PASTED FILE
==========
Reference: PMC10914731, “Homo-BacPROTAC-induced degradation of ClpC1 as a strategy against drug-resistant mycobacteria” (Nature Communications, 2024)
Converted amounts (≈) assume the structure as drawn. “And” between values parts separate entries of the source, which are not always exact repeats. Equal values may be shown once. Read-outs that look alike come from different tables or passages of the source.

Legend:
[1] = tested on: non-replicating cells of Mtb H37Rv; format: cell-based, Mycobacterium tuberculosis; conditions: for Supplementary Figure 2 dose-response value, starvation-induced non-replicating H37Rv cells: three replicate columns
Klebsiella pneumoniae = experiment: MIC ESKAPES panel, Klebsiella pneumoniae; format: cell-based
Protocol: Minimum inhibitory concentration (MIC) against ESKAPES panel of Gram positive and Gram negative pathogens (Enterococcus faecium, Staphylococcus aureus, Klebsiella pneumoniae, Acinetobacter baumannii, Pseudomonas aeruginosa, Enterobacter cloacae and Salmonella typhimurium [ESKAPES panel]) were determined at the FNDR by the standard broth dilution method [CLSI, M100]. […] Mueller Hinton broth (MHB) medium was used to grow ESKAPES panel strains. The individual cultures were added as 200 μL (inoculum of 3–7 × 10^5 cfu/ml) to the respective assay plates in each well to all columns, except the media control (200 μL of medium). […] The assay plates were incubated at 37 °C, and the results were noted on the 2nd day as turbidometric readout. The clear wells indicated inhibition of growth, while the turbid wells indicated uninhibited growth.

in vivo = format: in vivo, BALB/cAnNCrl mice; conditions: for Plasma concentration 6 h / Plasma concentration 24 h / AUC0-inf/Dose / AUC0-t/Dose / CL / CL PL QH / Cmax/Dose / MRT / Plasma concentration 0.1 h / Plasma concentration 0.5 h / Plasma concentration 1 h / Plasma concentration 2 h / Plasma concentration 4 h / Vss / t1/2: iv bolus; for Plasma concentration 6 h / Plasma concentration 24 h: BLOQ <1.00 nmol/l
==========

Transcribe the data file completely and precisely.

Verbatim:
Reference: PMC10914731, “Homo-BacPROTAC-induced degradation of ClpC1 as a strategy against drug-resistant mycobacteria” (Nature Communications, 2024)
Converted amounts (≈) assume the structure as drawn. “And” between values parts separate entries of the source, which are not always exact repeats. Equal values may be shown once. Read-outs that look alike come from different tables or passages of the source.

Legend:
[1] = tested on: non-replicating cells of Mtb H37Rv; format: cell-based, Mycobacterium tuberculosis; conditions: for Supplementary Figure 2 dose-response value, starvation-induced non-replicating H37Rv cells: three replicate columns
Klebsiella pneumoniae = experiment: MIC ESKAPES panel, Klebsiella pneumoniae; format: cell-based
Protocol: Minimum inhibitory concentration (MIC) against ESKAPES panel of Gram positive and Gram negative pathogens (Enterococcus faecium, Staphylococcus aureus, Klebsiella pneumoniae, Acinetobacter baumannii, Pseudomonas aeruginosa, Enterobacter cloacae and Salmonella typhimurium [ESKAPES panel]) were determined at the FNDR by the standard broth dilution method [CLSI, M100]. […] Mueller Hinton broth (MHB) medium was used to grow ESKAPES panel strains. The individual cultures were added as 200 μL (inoculum of 3–7 × 10^5 cfu/ml) to the respective assay plates in each well to all columns, except the media control (200 μL of medium). […] The assay plates were incubated at 37 °C, and the results were noted on the 2nd day as turbidometric readout. The clear wells indicated inhibition of growth, while the turbid wells indicated uninhibited growth.

in vivo = format: in vivo, BALB/cAnNCrl mice; conditions: for Plasma concentration 6 h / Plasma concentration 24 h / AUC0-inf/Dose / AUC0-t/Dose / CL / CL PL QH / Cmax/Dose / MRT / Plasma concentration 0.1 h / Plasma concentration 0.5 h / Plasma concentration 1 h / Plasma concentration 2 h / Plasma concentration 4 h / Vss / t1/2: iv bolus; for Plasma concentration 6 h / Plasma concentration 24 h: BLOQ <1.00 nmol/l